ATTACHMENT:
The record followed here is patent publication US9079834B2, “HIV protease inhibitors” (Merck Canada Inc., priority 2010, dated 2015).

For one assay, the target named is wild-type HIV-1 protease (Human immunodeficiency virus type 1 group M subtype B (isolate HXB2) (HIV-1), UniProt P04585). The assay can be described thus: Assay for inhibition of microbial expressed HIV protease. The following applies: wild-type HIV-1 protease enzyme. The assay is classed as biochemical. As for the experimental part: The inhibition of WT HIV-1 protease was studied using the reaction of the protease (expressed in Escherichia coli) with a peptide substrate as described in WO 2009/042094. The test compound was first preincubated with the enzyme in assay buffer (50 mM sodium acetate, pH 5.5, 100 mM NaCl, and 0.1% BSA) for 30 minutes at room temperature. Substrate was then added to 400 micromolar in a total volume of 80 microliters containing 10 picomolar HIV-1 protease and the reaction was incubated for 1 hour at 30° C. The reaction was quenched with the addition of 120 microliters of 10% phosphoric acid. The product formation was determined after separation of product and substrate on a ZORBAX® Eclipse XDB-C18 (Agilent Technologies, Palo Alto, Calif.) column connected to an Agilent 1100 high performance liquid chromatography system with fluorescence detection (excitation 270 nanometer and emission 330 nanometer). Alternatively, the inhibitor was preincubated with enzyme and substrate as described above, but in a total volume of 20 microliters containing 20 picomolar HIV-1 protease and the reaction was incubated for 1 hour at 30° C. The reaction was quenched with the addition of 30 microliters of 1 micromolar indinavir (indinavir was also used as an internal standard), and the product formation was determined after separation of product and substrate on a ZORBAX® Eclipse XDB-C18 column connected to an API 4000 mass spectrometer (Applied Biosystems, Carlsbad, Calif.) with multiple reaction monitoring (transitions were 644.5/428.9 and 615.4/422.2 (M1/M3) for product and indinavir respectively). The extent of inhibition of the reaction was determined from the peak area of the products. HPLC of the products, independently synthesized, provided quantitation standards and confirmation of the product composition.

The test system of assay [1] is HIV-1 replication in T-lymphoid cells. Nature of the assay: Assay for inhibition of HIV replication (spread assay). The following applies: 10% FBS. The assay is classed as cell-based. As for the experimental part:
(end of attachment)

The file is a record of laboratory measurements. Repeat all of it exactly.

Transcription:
The record followed here is patent publication US9079834B2, “HIV protease inhibitors” (Merck Canada Inc., priority 2010, dated 2015).

For one assay, the target named is wild-type HIV-1 protease (Human immunodeficiency virus type 1 group M subtype B (isolate HXB2) (HIV-1), UniProt P04585). The assay can be described thus: Assay for inhibition of microbial expressed HIV protease. The following applies: wild-type HIV-1 protease enzyme. The assay is classed as biochemical. As for the experimental part: The inhibition of WT HIV-1 protease was studied using the reaction of the protease (expressed in Escherichia coli) with a peptide substrate as described in WO 2009/042094. The test compound was first preincubated with the enzyme in assay buffer (50 mM sodium acetate, pH 5.5, 100 mM NaCl, and 0.1% BSA) for 30 minutes at room temperature. Substrate was then added to 400 micromolar in a total volume of 80 microliters containing 10 picomolar HIV-1 protease and the reaction was incubated for 1 hour at 30° C. The reaction was quenched with the addition of 120 microliters of 10% phosphoric acid. The product formation was determined after separation of product and substrate on a ZORBAX® Eclipse XDB-C18 (Agilent Technologies, Palo Alto, Calif.) column connected to an Agilent 1100 high performance liquid chromatography system with fluorescence detection (excitation 270 nanometer and emission 330 nanometer). Alternatively, the inhibitor was preincubated with enzyme and substrate as described above, but in a total volume of 20 microliters containing 20 picomolar HIV-1 protease and the reaction was incubated for 1 hour at 30° C. The reaction was quenched with the addition of 30 microliters of 1 micromolar indinavir (indinavir was also used as an internal standard), and the product formation was determined after separation of product and substrate on a ZORBAX® Eclipse XDB-C18 column connected to an API 4000 mass spectrometer (Applied Biosystems, Carlsbad, Calif.) with multiple reaction monitoring (transitions were 644.5/428.9 and 615.4/422.2 (M1/M3) for product and indinavir respectively). The extent of inhibition of the reaction was determined from the peak area of the products. HPLC of the products, independently synthesized, provided quantitation standards and confirmation of the product composition.

The test system of assay [1] is HIV-1 replication in T-lymphoid cells. Nature of the assay: Assay for inhibition of HIV replication (spread assay). The following applies: 10% FBS. The assay is classed as cell-based. As for the experimental part: